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Bullet Primers In Pax Bag Explode During Unloading  
User currently offlineoly720man From United Kingdom, joined May 2004, 6688 posts, RR: 11
Posted (3 years 7 months 5 days 6 hours ago) and read 7622 times:

Just saw this referred to on the flightaware front page

http://www.reuters.com/article/idUSN2822231720101228

Authorities detained the man after a baggage handler reported a small explosion while unloading luggage from an American Airlines (AMR.N) flight that arrived in Miami from Boston.

FBI spokesman Mark Leverock said the man's luggage contained hundreds of bullet primers -- a key component of bullet cartridges.

"The bag was being taken out by a baggage handler, he put it on the ground and something ignited and hit him in the shoe," Leverock told Reuters. "One of the primers ignited and then they all ignited," he added


Now certainly such hazardous materials should have been declared before the flight. Should they have been spotted anyway???

Could there have been a rather more serious outcome if they'd gone off during the flight? I presume that bullet primers need a bit more heavy handling than implied to actually explode (i.e. the bag was perhaps dropped or kicked rather than just being put on the ground)


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17 replies: All unread, jump to last
 
User currently offlinefalstaff From United States of America, joined Jun 2006, 6075 posts, RR: 29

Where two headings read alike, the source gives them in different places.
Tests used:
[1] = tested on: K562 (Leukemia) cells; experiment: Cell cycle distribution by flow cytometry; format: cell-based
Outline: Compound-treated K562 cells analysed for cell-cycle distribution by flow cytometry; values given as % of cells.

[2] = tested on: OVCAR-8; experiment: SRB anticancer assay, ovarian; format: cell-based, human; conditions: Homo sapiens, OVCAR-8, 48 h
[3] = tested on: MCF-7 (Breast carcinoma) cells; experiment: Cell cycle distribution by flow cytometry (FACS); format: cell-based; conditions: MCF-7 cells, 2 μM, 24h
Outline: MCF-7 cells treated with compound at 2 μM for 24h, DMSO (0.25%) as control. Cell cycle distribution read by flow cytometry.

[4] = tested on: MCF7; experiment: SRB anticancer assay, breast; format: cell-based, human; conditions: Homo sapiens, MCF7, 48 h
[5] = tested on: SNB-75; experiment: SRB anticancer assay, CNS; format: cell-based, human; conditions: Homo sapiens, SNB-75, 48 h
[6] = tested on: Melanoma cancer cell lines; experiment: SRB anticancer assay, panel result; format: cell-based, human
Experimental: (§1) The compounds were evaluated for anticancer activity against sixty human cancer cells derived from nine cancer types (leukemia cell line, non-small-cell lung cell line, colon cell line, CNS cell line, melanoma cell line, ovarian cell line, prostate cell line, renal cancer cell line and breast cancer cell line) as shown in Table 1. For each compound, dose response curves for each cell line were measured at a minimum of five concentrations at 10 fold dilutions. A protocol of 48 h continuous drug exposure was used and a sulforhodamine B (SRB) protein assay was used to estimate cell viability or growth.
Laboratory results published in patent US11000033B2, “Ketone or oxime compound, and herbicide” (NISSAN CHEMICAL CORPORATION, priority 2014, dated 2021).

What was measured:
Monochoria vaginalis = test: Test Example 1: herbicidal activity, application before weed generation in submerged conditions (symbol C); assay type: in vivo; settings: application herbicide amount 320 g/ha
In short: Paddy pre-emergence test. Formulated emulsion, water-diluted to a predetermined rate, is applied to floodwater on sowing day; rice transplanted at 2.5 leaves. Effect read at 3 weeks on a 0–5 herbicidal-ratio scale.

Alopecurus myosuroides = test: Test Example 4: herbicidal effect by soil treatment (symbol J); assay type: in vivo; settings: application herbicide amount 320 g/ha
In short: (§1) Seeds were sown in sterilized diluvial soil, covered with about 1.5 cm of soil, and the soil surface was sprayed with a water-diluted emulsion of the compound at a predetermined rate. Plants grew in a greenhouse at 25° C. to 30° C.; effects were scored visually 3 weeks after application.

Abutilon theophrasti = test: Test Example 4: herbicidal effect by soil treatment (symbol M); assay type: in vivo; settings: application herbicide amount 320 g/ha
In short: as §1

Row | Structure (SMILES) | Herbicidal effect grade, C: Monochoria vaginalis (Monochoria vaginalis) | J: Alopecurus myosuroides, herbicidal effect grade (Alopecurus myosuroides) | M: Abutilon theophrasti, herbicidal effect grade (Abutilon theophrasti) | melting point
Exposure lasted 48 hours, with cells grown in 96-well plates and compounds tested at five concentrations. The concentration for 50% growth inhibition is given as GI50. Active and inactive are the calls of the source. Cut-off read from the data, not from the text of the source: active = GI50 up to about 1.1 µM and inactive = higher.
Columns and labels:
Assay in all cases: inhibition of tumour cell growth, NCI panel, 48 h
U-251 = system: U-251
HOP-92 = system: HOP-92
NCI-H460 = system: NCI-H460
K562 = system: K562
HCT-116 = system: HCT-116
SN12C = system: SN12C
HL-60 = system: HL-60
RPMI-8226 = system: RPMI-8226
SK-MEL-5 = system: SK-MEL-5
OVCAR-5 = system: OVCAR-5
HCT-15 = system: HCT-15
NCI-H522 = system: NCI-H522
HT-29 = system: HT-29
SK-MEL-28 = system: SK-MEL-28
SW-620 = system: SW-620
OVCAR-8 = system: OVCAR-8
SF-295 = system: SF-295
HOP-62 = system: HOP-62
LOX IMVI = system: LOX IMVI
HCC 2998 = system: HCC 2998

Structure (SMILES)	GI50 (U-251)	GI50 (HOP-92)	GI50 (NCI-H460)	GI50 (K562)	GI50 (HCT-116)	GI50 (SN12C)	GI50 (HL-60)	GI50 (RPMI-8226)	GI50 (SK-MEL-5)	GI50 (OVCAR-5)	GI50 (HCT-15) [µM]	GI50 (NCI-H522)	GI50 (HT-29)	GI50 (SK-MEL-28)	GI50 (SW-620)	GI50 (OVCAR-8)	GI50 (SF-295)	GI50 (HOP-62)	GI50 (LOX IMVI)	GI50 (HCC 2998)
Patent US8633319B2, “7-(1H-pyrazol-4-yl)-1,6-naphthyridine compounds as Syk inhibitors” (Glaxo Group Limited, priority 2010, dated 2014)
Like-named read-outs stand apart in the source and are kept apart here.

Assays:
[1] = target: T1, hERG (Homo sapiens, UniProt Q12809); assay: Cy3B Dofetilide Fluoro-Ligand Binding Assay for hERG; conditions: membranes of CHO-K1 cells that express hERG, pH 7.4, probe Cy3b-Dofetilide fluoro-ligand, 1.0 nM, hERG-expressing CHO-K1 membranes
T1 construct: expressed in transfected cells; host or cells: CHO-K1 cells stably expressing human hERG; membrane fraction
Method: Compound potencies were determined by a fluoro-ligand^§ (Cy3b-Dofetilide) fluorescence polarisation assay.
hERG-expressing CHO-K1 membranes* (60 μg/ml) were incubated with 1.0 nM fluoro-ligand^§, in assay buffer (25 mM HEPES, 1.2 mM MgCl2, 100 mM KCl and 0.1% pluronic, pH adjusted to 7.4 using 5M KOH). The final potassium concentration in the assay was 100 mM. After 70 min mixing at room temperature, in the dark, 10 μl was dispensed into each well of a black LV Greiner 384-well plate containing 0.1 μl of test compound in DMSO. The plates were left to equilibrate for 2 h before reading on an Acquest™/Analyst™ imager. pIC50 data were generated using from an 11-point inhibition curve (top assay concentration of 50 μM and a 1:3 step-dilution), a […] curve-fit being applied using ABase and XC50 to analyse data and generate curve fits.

Reply 1, posted (3 years 7 months 5 days 5 hours ago) and read 7485 times:
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They may have been declared. I carry guns and ammunition in my bag all time. As long as it is in the manufacturers original packaging or suitable ammunition box it is just fine. All you have to do is declare the stuff before check it. "Containing hundreds of primers" big deal.... The ones I buy come in a tin of 100. They come in larger packs too. They are used by reloaders and by people who are into black powder guns.

Primers really aren't that dangerous, but it makes me wonder what they were in and how they were handled. I buy primers in a tin for my black powder pistol and they are just all thrown in together. If you smash them with a hammer they aren't anymore exciting than the cap guns I had when I was a kid. I bought a box of primers once and they were the wrong ones and I couldn't return them. I dumped about twenty in my fire pit to see what would happen. They just sparked and popped, and were far less interesting than the crappy wood I was burning.